In geology, uniformitarianism is the belief that Earth's physical structure is the result of currently existing forces that have operated uniformly (in the same way) since Earth formed roughly 4.5 billion years ago. Mountains rise, valleys deepen, and sand grains collect now the same way they uplifted, eroded, and deposited over these millions of years. The activities of the present are a key to those of the past.
Early theories of Earth's formation were based on a literal reading of the Biblical book of Genesis. In the mid-sixteenth century, Irish Catholic bishop James Ussher (1581–1656) counted the ages of Biblical characters and calculated Earth to be only 6,000 years old. Bound by tradition (and even by law) to work within this short time frame, scientists of the time had to explain the placement and composition of rocks with more acceptable theories like catastrophism—the belief that Earth changes suddenly during cataclysmic earthquakes, floods, or eruptions.
In 1785, Scottish geologist James Hutton (1726–1797) electrified the geologic community when he presented a theory on the formation of Earth that contradicted the Bible-based one. The major elements contained in his Theory of the Earth were later termed "uniformitarianism." Hutton maintained that:
1. The fossilized strata (horizontal layers of material) of Earth, originating from the bottom of the sea, were formed by natural processes driven by heat energy from Earth's core.
2. The present continents' shapes indicated that they had once belonged to a singular landmass. Hutton added that the current disintegration and erosion of surface rock would lead to the formation of future continents.
3. These processes that shaped Earth were natural and operated very slowly, and most of this activity predated humankind by much more than a few days.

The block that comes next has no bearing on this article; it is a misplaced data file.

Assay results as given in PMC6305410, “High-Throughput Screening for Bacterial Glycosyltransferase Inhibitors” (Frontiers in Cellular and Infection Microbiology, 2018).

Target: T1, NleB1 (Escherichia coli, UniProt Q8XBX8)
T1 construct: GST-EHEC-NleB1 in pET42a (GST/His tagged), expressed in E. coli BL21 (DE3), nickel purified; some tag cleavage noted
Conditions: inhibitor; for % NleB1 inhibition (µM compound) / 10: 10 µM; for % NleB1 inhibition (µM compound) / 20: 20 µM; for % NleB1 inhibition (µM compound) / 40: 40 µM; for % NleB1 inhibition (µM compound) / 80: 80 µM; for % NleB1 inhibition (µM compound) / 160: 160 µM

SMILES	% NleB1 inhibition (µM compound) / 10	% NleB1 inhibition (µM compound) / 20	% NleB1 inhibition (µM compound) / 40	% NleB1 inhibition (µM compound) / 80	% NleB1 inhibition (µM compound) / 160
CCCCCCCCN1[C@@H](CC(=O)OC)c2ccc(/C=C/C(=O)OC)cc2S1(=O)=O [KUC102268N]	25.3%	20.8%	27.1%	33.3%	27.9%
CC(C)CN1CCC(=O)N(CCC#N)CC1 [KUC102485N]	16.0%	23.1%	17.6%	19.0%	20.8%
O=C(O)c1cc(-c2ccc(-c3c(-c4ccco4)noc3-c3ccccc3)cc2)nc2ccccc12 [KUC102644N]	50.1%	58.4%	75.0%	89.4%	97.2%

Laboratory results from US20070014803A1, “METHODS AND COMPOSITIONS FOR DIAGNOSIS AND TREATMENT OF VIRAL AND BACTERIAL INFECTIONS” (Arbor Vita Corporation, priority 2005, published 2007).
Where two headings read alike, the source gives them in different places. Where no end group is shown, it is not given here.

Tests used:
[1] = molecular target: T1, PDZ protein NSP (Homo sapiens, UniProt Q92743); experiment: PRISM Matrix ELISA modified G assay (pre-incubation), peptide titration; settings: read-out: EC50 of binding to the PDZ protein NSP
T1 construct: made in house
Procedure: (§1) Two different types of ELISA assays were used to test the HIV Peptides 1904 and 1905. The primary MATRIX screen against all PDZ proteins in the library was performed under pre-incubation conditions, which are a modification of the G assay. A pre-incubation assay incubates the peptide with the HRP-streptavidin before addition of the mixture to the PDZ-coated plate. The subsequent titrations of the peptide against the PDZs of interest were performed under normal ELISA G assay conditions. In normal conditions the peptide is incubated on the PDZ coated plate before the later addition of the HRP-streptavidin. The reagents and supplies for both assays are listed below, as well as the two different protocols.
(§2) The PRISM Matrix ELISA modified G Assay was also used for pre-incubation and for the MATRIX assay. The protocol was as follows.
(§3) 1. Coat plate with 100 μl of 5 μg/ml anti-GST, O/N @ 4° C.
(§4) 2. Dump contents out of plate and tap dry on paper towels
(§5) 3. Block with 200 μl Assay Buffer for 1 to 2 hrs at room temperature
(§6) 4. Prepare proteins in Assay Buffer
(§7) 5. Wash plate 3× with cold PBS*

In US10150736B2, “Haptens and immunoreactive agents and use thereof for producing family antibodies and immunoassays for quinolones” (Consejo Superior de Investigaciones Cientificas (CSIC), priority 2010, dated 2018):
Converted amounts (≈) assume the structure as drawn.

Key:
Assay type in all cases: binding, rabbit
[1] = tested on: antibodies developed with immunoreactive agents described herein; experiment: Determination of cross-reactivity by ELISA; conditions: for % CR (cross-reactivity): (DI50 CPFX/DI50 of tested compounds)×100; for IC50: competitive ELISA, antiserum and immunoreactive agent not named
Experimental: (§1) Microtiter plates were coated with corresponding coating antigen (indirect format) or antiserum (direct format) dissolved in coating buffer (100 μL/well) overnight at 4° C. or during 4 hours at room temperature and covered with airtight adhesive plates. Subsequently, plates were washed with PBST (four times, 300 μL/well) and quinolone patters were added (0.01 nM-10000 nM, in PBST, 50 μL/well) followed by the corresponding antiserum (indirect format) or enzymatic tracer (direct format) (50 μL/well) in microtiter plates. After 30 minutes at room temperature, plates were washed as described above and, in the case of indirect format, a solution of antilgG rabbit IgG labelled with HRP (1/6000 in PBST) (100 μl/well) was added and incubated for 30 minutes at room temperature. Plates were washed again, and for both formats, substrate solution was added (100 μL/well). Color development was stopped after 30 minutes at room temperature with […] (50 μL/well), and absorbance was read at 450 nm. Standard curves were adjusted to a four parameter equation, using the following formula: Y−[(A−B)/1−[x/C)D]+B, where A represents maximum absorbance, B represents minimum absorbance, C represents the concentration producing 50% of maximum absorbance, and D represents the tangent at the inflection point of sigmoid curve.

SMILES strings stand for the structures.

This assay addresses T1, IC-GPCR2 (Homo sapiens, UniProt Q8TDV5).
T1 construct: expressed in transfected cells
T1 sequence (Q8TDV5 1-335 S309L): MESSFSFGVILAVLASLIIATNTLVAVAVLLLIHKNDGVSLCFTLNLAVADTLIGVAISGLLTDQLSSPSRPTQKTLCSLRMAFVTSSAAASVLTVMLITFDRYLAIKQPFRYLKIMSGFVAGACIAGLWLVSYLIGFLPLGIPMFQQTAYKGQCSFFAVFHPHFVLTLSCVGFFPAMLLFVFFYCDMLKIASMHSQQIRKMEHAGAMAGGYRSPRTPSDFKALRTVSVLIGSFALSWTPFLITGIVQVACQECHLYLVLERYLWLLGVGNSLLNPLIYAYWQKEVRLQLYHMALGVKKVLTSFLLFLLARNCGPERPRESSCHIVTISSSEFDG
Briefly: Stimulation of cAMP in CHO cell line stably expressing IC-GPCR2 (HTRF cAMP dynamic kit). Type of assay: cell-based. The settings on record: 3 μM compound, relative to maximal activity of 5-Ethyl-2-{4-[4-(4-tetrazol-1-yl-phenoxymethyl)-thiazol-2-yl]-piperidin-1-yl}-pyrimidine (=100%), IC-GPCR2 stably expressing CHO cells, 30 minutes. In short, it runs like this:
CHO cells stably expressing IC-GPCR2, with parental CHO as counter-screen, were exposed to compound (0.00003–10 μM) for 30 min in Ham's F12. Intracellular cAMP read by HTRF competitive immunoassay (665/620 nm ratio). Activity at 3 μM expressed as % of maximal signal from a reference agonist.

Eventually, the scientific community embraced uniformitarianism because it explained a majority of geological mysteries and did not rely on any kind of divine intervention to bring about change.
Modern uniformitarianism differs slightly from its original version. It agrees that the laws of nature operate the same way today as they did millions of years ago, with one exception: the processes that shape Earth operate the same as they always have, but the speed and intensity of those processes may vary. Volcanoes erupt as they have all along (as shown in rocks), but there were times of greater volcanic activity than today. Land erodes now as it did millions of year ago, but land eroded faster when there were no plants to stop rocks and soil from washing into the seas.
Uniformitarianism allows us to interpret the events of the past in rocks; it allows us to write the history of Earth. In addition to allowing the interpretation of the past, uniformitarianism allows for the prediction of the future. Understanding how and when rivers flood, what causes earthquakes and where they are likely to occur, or how and when a volcano will erupt can limit damage from these events. Although short-term prediction still eludes geologists, long-range forecasting of such disasters can ultimately saves lives and property.
[ See also Catastrophism ]